Once hired, the homeowners should trust the landscape architect to use his or her expertise in designing a cohesive pool and landscape plan. A good landscape architect listens to the homeowner, and is able to visualize what they want and translate those visions into a reality.
A landscape designer will learn about the orientation of the home, and work to maximize views toward and away from the house. When done correctly, landscaping will define the scale and proportion of the home.
Selecting the exterior color for your home may just be one of the most difficult decisions to make in building your house. After the plan, the exterior palette may make the next biggest impact on the overall outcome.
You want your home to look like it really belongs in your neighborhood, that it contributes to the cohesive look of your street. You also want to ensure the colors are appropriate for the style of the home. Even if you’re planning on this house being “it”, the very last forever home for your family, try to pick colors that have universal appeal, just in case you change your minds and eventually want to sell.
Look at our books and magazines for ideas. Even if we don’t have photographs of your exact plan, look at the color schemes used on similar home styles that you like. Drive around your new neighborhood, and see what color schemes other people are using to make sure your idea will blend well.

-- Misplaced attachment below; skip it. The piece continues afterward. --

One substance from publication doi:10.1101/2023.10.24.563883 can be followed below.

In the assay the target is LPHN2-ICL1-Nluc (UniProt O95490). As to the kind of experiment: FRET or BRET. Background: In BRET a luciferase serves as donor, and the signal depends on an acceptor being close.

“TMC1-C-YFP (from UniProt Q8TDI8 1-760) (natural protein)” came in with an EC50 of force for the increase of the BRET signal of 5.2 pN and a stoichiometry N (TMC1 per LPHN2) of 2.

You’re about to face hundreds of choices on interior finishes. You’ll be picking out every faucet, cabinet, countertop, tile, paint shade and doorknob for the whole house.
You can either do this on your own, or with the assistance of an interior designer. Even if you don’t employ the designer to complete the rooms with furnishings and accessories, many designers like to work at this finish level.
You can find ideas in our books and magazines, or even visit some model homes or a Parade of Homes event. One popular method for developing a cohesive look is to start an idea binder with brochures, paint swatches, magazine clippings and other items that you would like to include. Seeing all of these in one place can help you make cohesive decisions. This is how interior designers tend to make decisions, gathering the materials they are considering in one place, like on a mood board, to help guide decisions.
One consideration to make is that you don’t want to select finishes that are out of an appropriate price range for your neighborhood. You don’t want to pick things that are too cheap and would be things most future owners would like to replace, but you also don’t want to invest in finishes that so lavish you wouldn’t recoup their cost. Make the exception for luxuries you simply can’t live without, like that steam shower, but try to keep most finishes on par for your neighborhood.
Also, consider the style of your home. For example, selecting Mediterranean finishes for a beach cottage might be quite unusual. Or the opposite, cottage finishes in a Mediterranean-style home.
Frequently Asked Questions about Custom Home Design
If you are looking for information on getting a custom home plan designed, please visit Sater Group, Inc.